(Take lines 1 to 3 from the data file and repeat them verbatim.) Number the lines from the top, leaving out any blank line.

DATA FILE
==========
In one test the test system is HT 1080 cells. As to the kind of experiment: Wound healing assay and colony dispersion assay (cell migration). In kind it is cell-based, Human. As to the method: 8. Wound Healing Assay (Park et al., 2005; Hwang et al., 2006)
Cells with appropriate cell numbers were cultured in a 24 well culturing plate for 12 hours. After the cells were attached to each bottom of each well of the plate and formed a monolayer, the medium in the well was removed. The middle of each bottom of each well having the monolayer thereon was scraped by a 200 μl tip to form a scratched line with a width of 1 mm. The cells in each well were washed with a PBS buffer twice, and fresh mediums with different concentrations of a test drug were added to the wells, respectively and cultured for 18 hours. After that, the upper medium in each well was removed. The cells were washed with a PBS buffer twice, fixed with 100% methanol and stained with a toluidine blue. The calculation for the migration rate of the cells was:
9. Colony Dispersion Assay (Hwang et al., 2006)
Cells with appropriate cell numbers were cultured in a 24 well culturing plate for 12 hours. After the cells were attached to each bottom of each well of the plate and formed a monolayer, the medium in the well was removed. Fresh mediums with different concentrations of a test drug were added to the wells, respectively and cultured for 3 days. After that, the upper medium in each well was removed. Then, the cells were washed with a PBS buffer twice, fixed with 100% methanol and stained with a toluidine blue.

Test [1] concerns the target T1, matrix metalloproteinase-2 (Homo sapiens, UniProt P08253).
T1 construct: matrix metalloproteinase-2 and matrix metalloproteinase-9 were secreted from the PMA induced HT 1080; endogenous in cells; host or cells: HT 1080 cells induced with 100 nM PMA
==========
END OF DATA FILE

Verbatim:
In one test the test system is HT 1080 cells. As to the kind of experiment: Wound healing assay and colony dispersion assay (cell migration). In kind it is cell-based, Human. As to the method: 8. Wound Healing Assay (Park et al., 2005; Hwang et al., 2006)
Cells with appropriate cell numbers were cultured in a 24 well culturing plate for 12 hours. After the cells were attached to each bottom of each well of the plate and formed a monolayer, the medium in the well was removed. The middle of each bottom of each well having the monolayer thereon was scraped by a 200 μl tip to form a scratched line with a width of 1 mm. The cells in each well were washed with a PBS buffer twice, and fresh mediums with different concentrations of a test drug were added to the wells, respectively and cultured for 18 hours. After that, the upper medium in each well was removed. The cells were washed with a PBS buffer twice, fixed with 100% methanol and stained with a toluidine blue. The calculation for the migration rate of the cells was:
9. Colony Dispersion Assay (Hwang et al., 2006)